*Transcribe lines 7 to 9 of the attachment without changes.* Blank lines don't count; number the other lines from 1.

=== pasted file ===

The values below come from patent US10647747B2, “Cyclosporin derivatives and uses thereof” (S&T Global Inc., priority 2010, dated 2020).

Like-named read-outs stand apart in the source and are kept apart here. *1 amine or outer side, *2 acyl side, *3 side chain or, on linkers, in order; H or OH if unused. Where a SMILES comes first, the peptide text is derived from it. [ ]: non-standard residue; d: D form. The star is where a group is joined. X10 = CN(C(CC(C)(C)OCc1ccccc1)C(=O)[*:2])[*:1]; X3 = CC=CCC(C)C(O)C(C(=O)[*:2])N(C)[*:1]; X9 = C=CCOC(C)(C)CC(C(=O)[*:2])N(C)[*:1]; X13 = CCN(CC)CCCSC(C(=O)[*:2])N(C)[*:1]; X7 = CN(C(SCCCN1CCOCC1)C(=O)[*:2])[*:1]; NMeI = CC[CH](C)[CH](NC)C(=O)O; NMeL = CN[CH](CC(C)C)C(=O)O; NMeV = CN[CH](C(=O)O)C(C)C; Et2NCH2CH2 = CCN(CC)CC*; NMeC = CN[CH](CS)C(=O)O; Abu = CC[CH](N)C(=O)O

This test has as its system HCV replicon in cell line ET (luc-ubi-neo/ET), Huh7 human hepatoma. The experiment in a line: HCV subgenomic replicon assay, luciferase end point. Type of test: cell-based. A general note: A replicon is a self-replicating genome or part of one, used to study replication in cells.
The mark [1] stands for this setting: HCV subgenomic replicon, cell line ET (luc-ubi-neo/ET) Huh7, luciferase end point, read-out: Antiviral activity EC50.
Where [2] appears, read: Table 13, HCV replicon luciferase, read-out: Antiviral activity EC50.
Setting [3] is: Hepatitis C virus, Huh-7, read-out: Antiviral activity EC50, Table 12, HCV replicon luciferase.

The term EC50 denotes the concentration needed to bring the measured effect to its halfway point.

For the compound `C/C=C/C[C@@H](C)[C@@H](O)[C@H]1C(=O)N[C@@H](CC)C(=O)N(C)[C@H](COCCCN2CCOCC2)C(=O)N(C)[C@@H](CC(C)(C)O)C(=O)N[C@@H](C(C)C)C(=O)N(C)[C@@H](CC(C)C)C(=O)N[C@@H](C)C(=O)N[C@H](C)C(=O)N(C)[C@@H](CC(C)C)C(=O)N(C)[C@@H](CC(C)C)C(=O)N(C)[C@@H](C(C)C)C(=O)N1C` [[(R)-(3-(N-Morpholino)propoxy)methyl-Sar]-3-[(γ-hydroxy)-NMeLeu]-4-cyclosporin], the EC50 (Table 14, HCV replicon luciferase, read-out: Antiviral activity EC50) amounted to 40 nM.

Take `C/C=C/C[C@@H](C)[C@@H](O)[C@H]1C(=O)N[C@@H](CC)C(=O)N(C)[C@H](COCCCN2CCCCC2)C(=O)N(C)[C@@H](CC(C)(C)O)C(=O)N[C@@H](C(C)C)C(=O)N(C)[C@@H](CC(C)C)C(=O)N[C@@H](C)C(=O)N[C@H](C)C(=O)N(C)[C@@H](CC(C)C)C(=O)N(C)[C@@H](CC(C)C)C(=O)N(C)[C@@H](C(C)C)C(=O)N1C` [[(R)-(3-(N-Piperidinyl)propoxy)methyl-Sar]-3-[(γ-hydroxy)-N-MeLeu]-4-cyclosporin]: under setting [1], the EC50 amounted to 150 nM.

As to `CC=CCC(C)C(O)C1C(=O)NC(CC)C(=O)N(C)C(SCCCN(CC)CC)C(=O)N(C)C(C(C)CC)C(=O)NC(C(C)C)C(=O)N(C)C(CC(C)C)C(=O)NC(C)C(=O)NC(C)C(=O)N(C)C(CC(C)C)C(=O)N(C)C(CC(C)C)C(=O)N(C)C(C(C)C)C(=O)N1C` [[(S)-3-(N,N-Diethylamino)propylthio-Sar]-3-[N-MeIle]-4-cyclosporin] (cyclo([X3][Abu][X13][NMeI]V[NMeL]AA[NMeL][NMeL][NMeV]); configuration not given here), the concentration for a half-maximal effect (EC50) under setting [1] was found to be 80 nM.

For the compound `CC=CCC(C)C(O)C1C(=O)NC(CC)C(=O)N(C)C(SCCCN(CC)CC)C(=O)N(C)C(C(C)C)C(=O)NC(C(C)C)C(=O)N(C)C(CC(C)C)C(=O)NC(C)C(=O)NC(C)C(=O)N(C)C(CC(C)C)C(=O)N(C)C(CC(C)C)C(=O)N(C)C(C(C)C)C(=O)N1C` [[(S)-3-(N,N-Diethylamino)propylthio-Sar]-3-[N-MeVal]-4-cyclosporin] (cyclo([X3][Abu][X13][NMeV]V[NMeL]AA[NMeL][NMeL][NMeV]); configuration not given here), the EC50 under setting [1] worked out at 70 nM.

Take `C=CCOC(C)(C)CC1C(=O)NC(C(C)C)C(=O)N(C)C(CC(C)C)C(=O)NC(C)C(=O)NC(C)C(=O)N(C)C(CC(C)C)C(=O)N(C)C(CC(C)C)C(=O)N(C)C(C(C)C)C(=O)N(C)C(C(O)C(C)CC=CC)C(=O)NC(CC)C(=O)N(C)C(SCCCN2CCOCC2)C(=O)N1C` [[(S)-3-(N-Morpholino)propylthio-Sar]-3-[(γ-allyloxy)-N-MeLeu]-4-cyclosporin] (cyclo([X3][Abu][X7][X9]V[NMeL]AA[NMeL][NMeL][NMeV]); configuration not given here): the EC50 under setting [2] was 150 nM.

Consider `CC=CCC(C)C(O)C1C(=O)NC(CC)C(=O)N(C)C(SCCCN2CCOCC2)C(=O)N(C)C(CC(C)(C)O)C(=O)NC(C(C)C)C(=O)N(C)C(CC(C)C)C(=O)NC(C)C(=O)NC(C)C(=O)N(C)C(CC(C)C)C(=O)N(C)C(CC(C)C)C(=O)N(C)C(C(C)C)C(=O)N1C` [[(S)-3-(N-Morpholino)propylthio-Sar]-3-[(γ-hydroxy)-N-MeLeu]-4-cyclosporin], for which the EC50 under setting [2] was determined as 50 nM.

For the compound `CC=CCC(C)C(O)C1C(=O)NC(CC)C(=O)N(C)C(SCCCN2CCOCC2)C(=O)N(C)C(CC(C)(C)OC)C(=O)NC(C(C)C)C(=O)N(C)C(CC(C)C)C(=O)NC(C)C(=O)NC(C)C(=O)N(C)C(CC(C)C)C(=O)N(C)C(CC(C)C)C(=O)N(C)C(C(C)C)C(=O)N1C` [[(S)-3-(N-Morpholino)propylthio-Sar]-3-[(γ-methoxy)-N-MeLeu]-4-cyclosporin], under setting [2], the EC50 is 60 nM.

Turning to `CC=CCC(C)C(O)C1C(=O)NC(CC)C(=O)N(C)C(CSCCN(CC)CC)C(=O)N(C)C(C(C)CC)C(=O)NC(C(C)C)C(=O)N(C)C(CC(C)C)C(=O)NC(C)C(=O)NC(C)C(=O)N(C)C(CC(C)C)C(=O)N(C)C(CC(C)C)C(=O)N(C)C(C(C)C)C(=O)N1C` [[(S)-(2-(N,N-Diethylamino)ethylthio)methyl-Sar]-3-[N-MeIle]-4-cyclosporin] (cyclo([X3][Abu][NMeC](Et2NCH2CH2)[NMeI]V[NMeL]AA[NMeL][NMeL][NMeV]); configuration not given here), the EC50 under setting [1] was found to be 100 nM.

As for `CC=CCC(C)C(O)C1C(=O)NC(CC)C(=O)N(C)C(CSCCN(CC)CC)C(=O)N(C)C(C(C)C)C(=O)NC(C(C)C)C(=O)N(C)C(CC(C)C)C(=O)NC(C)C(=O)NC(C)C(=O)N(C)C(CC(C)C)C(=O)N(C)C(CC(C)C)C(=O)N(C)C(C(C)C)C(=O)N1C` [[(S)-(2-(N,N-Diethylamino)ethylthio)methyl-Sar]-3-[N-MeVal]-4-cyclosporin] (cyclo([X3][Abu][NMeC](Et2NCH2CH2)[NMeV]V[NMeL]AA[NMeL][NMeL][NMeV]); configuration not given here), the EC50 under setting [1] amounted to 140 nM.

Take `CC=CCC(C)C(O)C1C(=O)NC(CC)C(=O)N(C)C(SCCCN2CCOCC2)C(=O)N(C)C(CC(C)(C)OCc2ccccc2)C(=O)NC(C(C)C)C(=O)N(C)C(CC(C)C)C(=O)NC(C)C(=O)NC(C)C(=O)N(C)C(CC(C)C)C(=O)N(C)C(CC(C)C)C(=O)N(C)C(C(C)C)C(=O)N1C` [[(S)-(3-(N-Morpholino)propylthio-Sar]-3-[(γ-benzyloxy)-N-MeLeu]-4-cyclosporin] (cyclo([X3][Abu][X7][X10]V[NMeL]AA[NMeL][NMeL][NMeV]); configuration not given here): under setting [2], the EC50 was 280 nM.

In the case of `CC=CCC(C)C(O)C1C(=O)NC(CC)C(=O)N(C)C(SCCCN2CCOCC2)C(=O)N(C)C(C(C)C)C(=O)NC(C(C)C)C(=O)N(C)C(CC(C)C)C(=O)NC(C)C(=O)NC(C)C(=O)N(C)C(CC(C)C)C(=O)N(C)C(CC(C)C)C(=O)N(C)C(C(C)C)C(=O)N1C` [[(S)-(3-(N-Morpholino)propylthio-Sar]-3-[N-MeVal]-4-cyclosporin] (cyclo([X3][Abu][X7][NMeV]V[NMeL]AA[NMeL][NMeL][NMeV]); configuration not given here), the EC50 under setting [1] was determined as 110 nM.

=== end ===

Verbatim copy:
The term EC50 denotes the concentration needed to bring the measured effect to its halfway point.

For the compound `C/C=C/C[C@@H](C)[C@@H](O)[C@H]1C(=O)N[C@@H](CC)C(=O)N(C)[C@H](COCCCN2CCOCC2)C(=O)N(C)[C@@H](CC(C)(C)O)C(=O)N[C@@H](C(C)C)C(=O)N(C)[C@@H](CC(C)C)C(=O)N[C@@H](C)C(=O)N[C@H](C)C(=O)N(C)[C@@H](CC(C)C)C(=O)N(C)[C@@H](CC(C)C)C(=O)N(C)[C@@H](C(C)C)C(=O)N1C` [[(R)-(3-(N-Morpholino)propoxy)methyl-Sar]-3-[(γ-hydroxy)-NMeLeu]-4-cyclosporin], the EC50 (Table 14, HCV replicon luciferase, read-out: Antiviral activity EC50) amounted to 40 nM.

Take `C/C=C/C[C@@H](C)[C@@H](O)[C@H]1C(=O)N[C@@H](CC)C(=O)N(C)[C@H](COCCCN2CCCCC2)C(=O)N(C)[C@@H](CC(C)(C)O)C(=O)N[C@@H](C(C)C)C(=O)N(C)[C@@H](CC(C)C)C(=O)N[C@@H](C)C(=O)N[C@H](C)C(=O)N(C)[C@@H](CC(C)C)C(=O)N(C)[C@@H](CC(C)C)C(=O)N(C)[C@@H](C(C)C)C(=O)N1C` [[(R)-(3-(N-Piperidinyl)propoxy)methyl-Sar]-3-[(γ-hydroxy)-N-MeLeu]-4-cyclosporin]: under setting [1], the EC50 amounted to 150 nM.